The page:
Friday, April 8, 2016
2:00 pm, MRB 200 Conference Room
Dr. Nir Ben-Tal
Department of Biochemistry and Molecular Biology, George S. Wise Faculty of Life Sciences, Tel Aviv University
Global view of the protein universe§
§ Joint work with Rachel Kolodny and Sergey Nepomnyachiy
How are proteins related to each other? Which physicochemical considerations affect protein evolution, and how? Forming a global picture of the protein universe can help address these, and similar, questions. However, this is difficult to do because we have to piece the global picture from many local details: comparisons of pairs of protein structures./p>
Conveniently, proteins are made of various combinations of repeating structural domains (e.g., the two structures at the center of the figure); it is therefore sufficient to analyze the relationships among these. We study the evolutionary relationships among a representative set of 9,710 domains. We compare all-against-all domains, searching for repeating elongated amino acid segments, referred to as motifs; for example, the cyan segment shared between the two domains at the center of the figure. These motifs have similar sequence and structure, and can therefore indicate an evolutionary relationship among the proteins. The results are presented as a series of networks, in which edges connect domains that share a motif (see figure).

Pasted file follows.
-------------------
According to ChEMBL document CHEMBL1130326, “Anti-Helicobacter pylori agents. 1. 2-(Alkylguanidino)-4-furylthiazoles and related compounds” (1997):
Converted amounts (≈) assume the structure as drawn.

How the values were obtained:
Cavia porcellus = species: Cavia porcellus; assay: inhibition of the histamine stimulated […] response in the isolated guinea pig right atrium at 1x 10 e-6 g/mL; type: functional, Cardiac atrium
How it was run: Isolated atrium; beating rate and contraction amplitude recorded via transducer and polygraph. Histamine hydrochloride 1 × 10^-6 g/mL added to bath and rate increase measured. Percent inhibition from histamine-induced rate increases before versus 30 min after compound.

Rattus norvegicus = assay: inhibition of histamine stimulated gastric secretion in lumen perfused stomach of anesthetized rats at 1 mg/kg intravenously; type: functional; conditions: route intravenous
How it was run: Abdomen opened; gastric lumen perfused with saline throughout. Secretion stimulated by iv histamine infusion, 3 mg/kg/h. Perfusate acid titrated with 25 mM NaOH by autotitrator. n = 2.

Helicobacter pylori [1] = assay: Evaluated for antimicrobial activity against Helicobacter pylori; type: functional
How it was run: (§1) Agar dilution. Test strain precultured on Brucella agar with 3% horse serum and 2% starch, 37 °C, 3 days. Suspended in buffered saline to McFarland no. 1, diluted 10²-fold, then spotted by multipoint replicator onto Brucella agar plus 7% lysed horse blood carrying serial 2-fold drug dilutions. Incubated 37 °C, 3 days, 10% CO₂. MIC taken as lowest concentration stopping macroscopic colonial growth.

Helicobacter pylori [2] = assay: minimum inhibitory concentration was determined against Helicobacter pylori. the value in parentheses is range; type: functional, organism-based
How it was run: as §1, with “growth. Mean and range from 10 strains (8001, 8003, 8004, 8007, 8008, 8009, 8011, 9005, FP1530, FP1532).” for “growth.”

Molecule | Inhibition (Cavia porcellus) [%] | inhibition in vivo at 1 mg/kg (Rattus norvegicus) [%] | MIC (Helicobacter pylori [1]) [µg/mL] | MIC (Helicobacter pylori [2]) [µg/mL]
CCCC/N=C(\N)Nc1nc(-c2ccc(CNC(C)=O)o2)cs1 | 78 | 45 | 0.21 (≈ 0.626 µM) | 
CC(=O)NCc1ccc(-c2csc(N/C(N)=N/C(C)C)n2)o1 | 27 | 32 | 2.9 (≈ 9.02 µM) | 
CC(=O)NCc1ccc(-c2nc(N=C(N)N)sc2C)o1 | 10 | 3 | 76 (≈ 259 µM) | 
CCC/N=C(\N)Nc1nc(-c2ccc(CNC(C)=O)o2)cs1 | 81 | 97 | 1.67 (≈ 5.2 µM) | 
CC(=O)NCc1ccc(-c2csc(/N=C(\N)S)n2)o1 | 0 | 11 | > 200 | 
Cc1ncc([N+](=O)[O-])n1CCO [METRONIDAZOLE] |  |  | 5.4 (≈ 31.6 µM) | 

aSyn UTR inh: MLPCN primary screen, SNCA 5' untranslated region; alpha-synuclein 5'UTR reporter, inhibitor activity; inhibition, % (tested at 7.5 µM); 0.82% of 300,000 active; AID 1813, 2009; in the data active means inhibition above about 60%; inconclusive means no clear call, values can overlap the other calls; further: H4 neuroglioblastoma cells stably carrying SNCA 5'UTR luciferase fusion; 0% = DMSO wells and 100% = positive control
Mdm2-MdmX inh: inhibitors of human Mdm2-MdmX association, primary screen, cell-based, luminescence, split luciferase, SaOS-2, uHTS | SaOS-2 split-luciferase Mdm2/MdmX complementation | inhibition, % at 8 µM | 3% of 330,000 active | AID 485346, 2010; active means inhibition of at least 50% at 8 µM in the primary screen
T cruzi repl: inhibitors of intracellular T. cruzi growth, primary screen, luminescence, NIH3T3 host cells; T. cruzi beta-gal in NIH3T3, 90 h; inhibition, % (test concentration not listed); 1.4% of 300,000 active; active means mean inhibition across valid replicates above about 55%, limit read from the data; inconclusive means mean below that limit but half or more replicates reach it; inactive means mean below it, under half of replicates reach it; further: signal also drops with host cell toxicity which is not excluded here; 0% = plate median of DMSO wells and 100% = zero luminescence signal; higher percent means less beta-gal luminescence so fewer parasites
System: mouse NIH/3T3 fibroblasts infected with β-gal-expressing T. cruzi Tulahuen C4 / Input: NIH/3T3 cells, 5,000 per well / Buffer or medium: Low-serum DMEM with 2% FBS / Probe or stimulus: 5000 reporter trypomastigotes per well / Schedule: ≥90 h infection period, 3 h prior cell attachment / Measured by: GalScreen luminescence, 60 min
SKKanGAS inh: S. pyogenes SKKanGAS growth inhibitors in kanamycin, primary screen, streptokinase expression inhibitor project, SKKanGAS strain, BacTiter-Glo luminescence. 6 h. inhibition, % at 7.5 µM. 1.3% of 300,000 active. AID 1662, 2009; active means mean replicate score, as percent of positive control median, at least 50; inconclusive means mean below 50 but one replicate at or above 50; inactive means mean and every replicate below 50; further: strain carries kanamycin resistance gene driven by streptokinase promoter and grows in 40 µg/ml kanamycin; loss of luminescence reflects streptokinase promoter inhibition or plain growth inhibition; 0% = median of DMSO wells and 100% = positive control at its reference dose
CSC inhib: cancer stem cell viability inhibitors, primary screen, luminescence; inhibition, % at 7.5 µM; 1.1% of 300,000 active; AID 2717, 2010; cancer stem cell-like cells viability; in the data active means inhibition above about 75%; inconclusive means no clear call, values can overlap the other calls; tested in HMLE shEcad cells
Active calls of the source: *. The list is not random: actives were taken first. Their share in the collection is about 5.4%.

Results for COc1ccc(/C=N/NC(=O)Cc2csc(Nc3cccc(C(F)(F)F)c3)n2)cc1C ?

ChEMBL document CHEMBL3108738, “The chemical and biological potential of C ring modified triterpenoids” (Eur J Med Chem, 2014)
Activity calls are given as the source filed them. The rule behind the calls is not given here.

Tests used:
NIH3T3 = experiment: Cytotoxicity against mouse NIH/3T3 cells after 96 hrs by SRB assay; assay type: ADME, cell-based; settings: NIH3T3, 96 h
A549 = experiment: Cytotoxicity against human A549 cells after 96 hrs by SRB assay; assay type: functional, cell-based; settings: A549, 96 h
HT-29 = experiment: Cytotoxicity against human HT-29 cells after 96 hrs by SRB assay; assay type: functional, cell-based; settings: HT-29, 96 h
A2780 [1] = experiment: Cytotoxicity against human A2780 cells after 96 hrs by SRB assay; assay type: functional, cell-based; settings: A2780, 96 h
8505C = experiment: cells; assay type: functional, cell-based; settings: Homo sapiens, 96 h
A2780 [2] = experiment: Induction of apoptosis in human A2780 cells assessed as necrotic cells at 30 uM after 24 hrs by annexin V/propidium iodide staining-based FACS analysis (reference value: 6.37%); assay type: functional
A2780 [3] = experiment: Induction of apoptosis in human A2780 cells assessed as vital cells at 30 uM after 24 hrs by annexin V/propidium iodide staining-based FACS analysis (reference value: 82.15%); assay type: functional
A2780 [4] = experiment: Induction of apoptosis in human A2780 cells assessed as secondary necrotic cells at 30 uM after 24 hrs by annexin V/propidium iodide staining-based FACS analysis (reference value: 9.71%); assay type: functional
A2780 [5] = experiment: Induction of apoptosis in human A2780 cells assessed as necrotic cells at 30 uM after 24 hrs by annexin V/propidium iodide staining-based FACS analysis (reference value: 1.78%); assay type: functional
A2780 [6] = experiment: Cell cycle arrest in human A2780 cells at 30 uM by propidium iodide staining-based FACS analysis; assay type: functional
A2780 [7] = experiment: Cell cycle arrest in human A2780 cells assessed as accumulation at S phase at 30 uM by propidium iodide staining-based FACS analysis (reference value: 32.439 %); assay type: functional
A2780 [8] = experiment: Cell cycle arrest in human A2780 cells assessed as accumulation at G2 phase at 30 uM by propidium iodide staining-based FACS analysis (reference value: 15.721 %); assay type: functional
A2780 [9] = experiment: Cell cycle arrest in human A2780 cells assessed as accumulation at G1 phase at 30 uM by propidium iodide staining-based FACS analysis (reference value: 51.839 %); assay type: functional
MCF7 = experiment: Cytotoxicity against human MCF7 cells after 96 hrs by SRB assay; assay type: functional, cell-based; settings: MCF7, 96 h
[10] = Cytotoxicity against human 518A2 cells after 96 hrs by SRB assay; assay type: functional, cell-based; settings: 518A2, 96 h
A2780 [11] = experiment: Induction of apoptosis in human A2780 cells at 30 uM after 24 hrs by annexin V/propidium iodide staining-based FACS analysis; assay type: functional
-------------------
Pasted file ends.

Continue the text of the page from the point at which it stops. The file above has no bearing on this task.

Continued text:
Using reasonable similarity thresholds, the network manifests a large connected component, as well as many isolated ‘islands’, revealing the complex nature of protein space, which includes continuous and discrete regions. This feature does not strongly depend on the criteria used to define similarity; excluding the results obtained using extremely strict (figure, bottom left) or lax (upper left, near the end of the arrow) similarity thresholds. The network can also be interpreted as a collection of evolutionary paths in protein space. Paths in the major connected component of the network include many domains, and demonstrate the sequence and structural resemblance between them. The large amount of paths within the major connected component suggests that it is particularly easy to add and delete motifs in the continuous region of protein space without impeding structural stability. Apparently, evolution took advantage of this property to design new proteins with novel functions.
This is the first study that combines sequence and structural similarity between proteins within the context of networks to provide a bird's eye view of the protein universe. The network offers a natural way to organize and search in protein space. It could be used to theorize about protein evolution, suggest evolutionary pathways between domains, and hence maybe suggest strategies for protein design.
To read more: Sergey Nepomnyachiy, Nir Ben-Tal* and Rachel Kolodny*.universe. PNAS 111: 1691–11696 (*Co-corresponding authors)